Old 1st June 2006
  #21
Highpass everything?

Is a good thing, i think, it´s clears things up. Ofcourse one tends to go easy on bassy stuff but in my general view more people should use High and Lowpass filters more and mix with e.q in mind not only level of full bandwidth sources.

Just as you have just so much headroom to use, you better share the frequency spectrum as well. Regards to all! /Toby
Old 1st June 2006
  #22
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Alexi's Avatar
 

i usually highpass my mix @ 40hz..........e-guitars sometimes at around 100 hz......
Old 1st June 2006
  #23
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Marjan's Avatar
 

Hi-Pass the 2 Bus...?
Why not leave that to the Mastering engineer?
Old 1st June 2006
  #24
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High pass on the mix bus here too. Around 30-50 Hz, usually. Mostly acoustic music, not a lot of deep bass or kick tracks. It's just a convenient way to get the whole mix clean, without a lot of chasing around. Of course I'll filter individual tracks as needed, but not as much as I used to have to before HPF on the stereo bus.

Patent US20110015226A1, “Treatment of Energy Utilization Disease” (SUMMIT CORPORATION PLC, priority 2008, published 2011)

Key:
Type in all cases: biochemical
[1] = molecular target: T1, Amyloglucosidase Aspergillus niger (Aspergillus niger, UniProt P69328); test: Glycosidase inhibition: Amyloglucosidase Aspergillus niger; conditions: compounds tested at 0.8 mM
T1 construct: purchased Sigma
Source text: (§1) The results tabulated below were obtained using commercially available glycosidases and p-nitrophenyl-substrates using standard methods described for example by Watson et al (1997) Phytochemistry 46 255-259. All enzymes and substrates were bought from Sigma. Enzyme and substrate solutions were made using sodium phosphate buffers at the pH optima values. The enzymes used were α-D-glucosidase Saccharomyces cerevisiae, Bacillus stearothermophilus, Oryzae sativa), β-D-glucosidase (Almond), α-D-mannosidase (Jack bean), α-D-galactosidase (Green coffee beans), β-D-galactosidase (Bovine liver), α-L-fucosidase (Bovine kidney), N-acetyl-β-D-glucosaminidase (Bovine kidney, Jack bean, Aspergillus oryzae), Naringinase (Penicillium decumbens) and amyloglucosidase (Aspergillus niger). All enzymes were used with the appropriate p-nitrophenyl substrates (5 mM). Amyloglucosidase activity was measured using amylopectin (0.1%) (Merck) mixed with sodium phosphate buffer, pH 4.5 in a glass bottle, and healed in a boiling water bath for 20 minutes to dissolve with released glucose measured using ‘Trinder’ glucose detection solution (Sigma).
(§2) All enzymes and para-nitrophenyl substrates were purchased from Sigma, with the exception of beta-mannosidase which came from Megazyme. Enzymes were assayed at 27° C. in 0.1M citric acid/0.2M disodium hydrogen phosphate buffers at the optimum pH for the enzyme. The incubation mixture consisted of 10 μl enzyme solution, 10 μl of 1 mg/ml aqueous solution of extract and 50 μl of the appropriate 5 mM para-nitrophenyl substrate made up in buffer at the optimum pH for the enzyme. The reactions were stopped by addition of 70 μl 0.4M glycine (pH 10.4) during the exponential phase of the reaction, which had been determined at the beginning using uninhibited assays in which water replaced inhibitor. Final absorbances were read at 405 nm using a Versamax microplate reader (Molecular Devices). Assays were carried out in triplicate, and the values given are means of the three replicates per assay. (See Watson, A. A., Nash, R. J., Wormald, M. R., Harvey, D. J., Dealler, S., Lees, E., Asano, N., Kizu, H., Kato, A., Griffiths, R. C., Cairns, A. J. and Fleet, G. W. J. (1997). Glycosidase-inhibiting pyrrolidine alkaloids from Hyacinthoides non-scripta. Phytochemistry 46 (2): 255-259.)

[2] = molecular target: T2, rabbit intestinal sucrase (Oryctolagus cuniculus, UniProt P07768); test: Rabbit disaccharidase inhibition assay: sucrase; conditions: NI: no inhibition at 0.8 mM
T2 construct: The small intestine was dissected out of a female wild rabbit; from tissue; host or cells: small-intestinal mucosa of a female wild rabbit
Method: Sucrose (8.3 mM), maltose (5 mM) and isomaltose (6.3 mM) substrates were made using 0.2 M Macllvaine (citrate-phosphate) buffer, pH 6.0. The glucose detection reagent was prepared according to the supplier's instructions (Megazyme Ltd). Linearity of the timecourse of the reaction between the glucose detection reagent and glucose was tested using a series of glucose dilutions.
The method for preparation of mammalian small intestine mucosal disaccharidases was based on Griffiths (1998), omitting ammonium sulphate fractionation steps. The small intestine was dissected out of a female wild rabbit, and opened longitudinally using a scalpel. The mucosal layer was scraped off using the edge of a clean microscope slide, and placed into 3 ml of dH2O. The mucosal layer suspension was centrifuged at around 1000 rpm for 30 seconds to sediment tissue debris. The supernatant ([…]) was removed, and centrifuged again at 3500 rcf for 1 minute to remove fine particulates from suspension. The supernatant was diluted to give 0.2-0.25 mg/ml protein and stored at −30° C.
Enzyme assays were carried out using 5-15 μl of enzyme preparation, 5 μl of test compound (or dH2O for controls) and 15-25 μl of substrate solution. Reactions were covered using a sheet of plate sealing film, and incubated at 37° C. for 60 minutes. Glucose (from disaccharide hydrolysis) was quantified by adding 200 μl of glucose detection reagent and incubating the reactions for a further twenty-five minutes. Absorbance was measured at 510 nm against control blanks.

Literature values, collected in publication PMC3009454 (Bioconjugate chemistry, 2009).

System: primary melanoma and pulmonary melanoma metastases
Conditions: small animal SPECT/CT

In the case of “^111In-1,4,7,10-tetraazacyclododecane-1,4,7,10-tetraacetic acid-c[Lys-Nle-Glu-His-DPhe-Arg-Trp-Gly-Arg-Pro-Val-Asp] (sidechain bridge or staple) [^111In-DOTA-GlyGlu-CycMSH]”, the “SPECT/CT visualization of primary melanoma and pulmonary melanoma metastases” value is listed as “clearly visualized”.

Lets me easily add more selective bass to the whole mix where and when I want, can get a lot of power this way.

I'll also Low pass on the mix as needed. "Tone control".

Steve
Old 1st June 2006
  #25
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pingu's Avatar
 

Quote:
Originally Posted by Beezoboy
I use high passes (I am mixing in a daw) all the time. Bass gets it often because it just muds up the space for the kick. Guitars get it because they muck up the space for the bass. Kick never gets it. Maybe if I add verb to the kick, I'll hi-pass the verb, because its really the higher frequencies above 75 - 100hz I want anyway in the verb track. Also solo tracks don't need the lowend mud, so it gets cut there. Clean guitar rarely needs the mush below 100hz either.

So yes I hi-pass a lot of stuff, at least when mixing in a daw.

Beez

Me too.

All of the time.